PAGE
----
Blinded by their zeal to stop Ford, too many left-wing councillors chose to attack Griffiths rather than accept his findings and demand greater accountability. They support public housing, not any suggestion of privatization. They support big government, not Ford’s push to cut the size of government. They support more spending at city hall for city-building, not a contraction of the budget.
They lost the last election.
Ford won, promising the opposite of what these councillors practised for seven years under David Miller.
These councillors have a duty to provide effective opposition to Ford. And they do. They also have a duty to protect taxpayers, ahead of members of the TCHC board, ahead of city staff who may have failed to provide proper oversight in the spending of tax dollars.
But instead of focusing on the indiscretions of public service workers, the councillors seemed intent on protecting them, even in the face of the auditor’s findings. And instead of condemning staff behaviour, they wanted to focus on media leaks in the public interest.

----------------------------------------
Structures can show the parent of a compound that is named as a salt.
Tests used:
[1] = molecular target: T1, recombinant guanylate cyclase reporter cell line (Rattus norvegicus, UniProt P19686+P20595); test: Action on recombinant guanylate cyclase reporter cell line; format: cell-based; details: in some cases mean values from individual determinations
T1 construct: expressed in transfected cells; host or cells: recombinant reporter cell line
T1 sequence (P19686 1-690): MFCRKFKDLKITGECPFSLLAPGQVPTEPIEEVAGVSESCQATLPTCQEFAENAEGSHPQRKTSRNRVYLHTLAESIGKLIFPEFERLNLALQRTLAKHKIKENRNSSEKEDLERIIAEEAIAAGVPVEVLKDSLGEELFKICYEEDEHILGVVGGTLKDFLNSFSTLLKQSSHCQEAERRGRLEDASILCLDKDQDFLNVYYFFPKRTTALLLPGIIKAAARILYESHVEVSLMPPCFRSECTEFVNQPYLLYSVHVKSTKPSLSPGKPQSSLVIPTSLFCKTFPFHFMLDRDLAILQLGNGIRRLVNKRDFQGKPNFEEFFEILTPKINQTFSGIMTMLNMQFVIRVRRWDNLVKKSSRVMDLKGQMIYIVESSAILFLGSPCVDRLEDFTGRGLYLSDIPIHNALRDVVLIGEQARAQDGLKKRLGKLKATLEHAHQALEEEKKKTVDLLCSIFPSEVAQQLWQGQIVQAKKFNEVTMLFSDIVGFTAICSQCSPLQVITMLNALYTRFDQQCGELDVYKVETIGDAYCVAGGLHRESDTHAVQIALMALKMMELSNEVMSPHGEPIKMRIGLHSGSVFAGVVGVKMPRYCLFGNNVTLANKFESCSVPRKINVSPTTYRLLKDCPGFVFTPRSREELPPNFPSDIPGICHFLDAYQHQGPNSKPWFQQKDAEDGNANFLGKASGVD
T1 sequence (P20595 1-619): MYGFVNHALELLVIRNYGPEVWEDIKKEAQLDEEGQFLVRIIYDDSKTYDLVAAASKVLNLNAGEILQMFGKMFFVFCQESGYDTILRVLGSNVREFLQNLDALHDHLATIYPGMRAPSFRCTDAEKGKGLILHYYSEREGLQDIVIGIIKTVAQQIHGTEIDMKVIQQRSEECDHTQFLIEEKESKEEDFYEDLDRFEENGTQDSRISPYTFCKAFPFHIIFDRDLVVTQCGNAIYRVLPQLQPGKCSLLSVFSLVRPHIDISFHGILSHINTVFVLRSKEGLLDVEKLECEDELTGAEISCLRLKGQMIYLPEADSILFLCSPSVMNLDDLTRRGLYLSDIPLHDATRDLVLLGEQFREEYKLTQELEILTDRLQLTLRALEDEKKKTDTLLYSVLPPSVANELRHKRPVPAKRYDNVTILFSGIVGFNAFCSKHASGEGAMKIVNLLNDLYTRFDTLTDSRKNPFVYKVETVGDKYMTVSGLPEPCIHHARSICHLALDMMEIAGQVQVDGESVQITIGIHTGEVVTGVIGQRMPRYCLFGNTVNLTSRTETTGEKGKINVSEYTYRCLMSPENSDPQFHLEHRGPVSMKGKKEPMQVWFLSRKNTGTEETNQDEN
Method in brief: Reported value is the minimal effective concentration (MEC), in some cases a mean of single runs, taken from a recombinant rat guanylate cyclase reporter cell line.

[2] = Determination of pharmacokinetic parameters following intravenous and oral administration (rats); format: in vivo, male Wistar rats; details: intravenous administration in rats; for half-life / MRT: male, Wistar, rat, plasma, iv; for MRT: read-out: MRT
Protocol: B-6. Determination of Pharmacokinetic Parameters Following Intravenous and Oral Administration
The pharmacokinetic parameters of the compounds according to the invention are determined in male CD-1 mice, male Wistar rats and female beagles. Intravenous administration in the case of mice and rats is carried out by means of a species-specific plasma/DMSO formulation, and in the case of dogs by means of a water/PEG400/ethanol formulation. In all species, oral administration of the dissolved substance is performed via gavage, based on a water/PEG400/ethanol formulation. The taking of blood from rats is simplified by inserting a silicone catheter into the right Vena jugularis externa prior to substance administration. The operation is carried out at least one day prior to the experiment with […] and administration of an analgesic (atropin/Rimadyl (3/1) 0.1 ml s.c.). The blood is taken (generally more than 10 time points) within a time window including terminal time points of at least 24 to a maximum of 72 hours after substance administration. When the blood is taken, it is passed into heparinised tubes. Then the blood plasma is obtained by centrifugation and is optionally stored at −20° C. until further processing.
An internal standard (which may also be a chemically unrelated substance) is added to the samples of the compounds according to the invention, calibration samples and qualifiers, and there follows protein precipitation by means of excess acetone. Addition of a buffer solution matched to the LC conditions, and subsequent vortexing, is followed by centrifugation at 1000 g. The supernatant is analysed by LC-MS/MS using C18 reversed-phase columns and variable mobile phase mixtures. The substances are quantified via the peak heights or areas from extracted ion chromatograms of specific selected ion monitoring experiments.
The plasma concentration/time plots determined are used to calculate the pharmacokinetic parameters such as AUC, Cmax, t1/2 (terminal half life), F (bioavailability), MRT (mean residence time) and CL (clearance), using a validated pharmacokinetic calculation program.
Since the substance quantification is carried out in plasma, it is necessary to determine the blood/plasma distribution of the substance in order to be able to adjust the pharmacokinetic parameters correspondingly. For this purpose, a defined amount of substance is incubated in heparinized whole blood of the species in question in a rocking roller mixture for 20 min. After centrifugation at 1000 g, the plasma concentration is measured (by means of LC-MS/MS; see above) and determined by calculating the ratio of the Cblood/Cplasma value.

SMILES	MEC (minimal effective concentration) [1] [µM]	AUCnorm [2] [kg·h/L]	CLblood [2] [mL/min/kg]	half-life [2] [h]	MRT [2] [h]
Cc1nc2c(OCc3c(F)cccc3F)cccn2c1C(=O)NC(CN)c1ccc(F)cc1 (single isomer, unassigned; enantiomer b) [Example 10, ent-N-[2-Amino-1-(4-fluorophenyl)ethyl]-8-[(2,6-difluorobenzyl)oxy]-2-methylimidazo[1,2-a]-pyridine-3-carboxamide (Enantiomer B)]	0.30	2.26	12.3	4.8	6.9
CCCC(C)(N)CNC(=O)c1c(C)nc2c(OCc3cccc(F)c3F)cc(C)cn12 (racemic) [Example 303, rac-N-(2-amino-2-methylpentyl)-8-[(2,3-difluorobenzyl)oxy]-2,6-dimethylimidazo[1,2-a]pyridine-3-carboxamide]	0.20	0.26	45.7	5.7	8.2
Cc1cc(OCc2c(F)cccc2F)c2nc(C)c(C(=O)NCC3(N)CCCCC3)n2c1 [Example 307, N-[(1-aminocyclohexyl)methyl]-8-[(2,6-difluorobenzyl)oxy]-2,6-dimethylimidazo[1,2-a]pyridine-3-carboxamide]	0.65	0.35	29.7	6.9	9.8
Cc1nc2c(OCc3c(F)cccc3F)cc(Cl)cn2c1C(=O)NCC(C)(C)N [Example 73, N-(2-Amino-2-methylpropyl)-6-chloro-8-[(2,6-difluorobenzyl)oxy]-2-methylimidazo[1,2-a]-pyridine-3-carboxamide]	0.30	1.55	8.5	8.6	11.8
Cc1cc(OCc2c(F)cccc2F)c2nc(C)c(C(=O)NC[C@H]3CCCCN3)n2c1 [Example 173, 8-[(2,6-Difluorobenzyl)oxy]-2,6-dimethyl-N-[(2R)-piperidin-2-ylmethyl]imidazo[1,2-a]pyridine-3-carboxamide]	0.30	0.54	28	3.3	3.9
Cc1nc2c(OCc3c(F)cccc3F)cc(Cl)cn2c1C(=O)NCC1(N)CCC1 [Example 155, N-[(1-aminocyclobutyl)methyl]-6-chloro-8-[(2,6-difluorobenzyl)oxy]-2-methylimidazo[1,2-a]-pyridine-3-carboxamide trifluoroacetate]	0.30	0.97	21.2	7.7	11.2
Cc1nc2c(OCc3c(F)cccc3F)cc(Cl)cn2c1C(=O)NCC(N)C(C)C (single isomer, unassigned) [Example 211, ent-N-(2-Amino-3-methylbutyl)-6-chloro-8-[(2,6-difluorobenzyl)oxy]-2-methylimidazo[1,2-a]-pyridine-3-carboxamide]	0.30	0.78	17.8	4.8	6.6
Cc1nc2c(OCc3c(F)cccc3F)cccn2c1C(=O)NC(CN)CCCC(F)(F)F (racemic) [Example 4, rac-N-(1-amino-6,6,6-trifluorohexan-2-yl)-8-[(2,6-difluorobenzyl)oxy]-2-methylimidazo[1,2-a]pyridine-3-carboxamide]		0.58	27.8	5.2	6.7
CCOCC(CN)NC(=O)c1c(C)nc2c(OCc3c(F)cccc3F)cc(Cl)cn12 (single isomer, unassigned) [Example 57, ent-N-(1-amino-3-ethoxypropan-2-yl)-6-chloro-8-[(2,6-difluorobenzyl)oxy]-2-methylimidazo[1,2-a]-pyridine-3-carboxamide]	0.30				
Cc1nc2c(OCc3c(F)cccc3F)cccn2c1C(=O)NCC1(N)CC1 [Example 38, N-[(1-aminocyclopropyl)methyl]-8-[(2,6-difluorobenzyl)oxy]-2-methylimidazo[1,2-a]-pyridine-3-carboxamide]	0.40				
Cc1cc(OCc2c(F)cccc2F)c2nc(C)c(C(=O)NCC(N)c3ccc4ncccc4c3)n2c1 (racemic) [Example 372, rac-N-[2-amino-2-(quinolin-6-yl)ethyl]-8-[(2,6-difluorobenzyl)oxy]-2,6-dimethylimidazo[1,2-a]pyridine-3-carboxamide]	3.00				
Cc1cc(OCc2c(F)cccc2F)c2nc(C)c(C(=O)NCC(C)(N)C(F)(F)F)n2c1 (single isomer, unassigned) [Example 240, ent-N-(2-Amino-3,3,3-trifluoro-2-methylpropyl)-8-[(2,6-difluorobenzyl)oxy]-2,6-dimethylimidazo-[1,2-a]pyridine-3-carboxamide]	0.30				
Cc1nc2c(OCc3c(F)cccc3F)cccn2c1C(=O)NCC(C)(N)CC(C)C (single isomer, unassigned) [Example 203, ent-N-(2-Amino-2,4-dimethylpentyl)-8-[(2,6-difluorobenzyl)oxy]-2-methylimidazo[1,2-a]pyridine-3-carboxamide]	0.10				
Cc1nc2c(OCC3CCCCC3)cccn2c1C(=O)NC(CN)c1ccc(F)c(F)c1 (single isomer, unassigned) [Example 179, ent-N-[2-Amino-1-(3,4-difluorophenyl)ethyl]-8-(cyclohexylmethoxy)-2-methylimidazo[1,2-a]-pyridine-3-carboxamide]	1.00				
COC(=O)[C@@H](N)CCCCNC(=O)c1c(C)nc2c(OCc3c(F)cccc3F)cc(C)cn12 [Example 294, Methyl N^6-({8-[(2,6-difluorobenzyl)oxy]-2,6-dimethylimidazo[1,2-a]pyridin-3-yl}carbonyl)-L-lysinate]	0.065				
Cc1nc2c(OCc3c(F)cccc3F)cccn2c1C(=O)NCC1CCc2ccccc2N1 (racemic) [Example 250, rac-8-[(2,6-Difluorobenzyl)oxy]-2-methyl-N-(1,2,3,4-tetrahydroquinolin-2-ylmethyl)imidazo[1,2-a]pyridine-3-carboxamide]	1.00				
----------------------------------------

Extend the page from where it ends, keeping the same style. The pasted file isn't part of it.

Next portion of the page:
The dissenting councillors intimated that Griffiths and/or staff may have leaked portions of two auditors’ reports to the media. They all but said Griffiths had come under the “undue influence” of the mayor. They cast aspersions on his integrity, even as they professed not to.
Then Councillor Adam Vaughan, unable to hide his contempt for the auditor general, gave him a lecture on integrity and public accountability and warned of an “audit process that is going off the rails.”
Staring at Griffiths, an independent auditor with more integrity than a dozen councillors put together, Vaughan instructed him to “tighten the regulations and rules” in his department. Then he upbraided Griffiths, ending with:
“And if there’s a leak in his department, it’s on his watch,” Vaughan spat, jabbing his finger at Griffiths, a few seats away.
Deputy mayor and audit committee chair Doug Holyday jumped to Griffiths’ defence.
“This is a classic case of ‘shoot the messenger.’ You don’t like the message so you shoot the messenger.”
James' whole column is in The Toronto Star.